It was super convenient actually. Between classes, I could go over to the Volkswagen and eat a snack or chill with my parents. I actually had one of my most embarrassing moments as a kid in the Volkswagen. It was the classic pee myself in public scenario, but public meaning school. I can laugh about this now because I know that it will probably never happen again until I get old and need diapers.

I was in science when I really needed to go pee. You probably already know how this goes because, don’t deny it, it’s happened to you. I just let it go, hoping that no one would notice. What I failed to realize is that there was a puddle on the floor, a streak on my pants, and it kinda started to smell. Dumb me actually went to the next class like it was no big deal. It wasn’t until lunch time when I made a break for it and ran to the Volkswagen. I hopped in and my mother’s nose perked up instantly.

Tsk. “What did you do? Do you pee your pants?”

I looked down at my pants and nodded. She said a few angry words in Thai. She didn’t do anything that I was expecting. If I did something naughty, she would spank me or lightly slap me on the head. Instead, she looked at her watch and slid the door closed. She hopped into the driver’s seat and started up the car.

“Where are we going?” I asked her.

“You need new clothes.” Tsk. She mumbled some more words in Thai.

I felt ashamed and embarrassed. I didn’t know until she started mumbling words in Thai that I had done something horrible. I started to think about all the other students I sat next to in class and what they thought. I started to cry. She quickly drove to the nearest clothing store, ran in, ran out, and handed me a fresh pair of underwear and new pants. The soiled clothes were thrown into a plastic bag and deposited in the nearest trash can. It amazed me that she knew what to do without thinking. I think that’s a mother thing, they know what to do before it happens. When we got back to the school, I had just enough time to eat a lunch. Before I left for my next set of classes, she looked at me and she said, “You owe me $23.46.”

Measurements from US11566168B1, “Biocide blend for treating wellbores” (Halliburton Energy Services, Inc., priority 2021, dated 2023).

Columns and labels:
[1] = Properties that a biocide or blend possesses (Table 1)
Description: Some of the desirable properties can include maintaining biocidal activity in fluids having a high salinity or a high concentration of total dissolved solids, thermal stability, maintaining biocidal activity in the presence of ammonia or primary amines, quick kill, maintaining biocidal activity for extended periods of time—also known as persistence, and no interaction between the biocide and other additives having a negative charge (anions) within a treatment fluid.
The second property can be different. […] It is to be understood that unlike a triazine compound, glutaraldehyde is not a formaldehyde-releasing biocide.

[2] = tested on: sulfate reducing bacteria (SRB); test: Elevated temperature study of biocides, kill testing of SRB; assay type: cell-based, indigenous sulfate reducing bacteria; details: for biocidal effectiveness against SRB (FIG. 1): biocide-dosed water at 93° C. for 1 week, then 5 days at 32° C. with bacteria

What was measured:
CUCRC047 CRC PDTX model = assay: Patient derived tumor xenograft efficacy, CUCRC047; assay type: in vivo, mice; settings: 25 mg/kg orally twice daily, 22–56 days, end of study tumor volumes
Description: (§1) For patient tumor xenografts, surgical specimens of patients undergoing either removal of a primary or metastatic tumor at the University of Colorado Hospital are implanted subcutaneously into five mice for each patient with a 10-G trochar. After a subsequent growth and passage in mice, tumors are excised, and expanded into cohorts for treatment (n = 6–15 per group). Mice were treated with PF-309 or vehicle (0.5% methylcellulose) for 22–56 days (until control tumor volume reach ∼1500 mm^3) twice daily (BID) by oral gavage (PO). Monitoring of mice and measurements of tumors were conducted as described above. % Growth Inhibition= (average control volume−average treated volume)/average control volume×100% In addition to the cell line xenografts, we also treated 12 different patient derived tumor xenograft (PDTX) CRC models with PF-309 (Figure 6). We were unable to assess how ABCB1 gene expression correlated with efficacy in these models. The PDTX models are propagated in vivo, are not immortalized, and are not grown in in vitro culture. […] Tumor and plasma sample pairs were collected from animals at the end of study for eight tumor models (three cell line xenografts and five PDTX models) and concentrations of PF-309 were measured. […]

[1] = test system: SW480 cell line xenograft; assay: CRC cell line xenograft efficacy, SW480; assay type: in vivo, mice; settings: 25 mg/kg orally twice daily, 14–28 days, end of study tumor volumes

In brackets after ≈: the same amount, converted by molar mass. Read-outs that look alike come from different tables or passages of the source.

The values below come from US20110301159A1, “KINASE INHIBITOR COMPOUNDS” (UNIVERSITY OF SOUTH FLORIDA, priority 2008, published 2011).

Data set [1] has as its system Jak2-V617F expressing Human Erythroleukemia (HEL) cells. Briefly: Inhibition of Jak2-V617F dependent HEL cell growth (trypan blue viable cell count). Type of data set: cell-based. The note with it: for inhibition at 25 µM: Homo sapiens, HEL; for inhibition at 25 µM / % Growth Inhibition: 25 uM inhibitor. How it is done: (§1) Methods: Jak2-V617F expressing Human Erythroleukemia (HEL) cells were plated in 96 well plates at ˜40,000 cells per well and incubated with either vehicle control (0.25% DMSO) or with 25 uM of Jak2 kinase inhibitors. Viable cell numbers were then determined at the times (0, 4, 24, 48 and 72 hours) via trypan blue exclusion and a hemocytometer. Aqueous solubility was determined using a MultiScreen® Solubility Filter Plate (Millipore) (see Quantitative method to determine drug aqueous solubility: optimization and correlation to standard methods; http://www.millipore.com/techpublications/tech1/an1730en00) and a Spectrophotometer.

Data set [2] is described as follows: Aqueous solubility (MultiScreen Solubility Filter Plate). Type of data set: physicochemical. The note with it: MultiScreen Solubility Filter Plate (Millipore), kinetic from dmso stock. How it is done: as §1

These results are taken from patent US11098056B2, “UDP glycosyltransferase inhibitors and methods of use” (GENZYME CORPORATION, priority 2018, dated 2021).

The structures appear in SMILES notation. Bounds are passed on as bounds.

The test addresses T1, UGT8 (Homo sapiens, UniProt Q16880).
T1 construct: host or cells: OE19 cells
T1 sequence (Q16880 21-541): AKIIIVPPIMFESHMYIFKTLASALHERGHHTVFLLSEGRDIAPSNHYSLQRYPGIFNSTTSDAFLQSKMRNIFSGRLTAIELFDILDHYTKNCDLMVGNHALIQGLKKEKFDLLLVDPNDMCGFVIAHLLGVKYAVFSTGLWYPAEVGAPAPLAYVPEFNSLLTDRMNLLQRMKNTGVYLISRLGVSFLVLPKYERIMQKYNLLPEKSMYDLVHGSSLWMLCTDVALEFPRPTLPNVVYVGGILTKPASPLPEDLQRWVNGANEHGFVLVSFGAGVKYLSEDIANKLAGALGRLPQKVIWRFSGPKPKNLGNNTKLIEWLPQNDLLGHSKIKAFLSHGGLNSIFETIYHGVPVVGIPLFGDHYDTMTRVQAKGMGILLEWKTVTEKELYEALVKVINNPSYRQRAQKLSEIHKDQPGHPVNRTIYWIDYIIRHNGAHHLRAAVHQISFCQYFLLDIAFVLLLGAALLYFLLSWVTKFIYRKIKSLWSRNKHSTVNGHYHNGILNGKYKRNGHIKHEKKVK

“I don’t have any money.”

“I know, but just remember that you owe me now.”

After my parents retired the Volkswagen from traveling completely, they bought a truck and a new camper. I’m not completely sure what happened to my grandparent’s camper, the probably sold it. As for the Volkswagen, we only started using it to drive my grandparents around when they got older. After my grandfather died, we started using it to drive my grandmother to the Navy base to get groceries. You see, she never drove. She was afraid to, and she never saw the use of it when she had my grandfather to drive for her.

My father sold the Volkswagen after my grandmother died. He said that it was getting too old and run down. We didn’t have any use for it anymore. At that point, they had their own car, I had my own car. There was no one else to use it. My grandparent’s house went to my father’s brother, and he didn’t want the Volkswagen. I’m sure it must be in car heaven thinking about all the adventures we went on.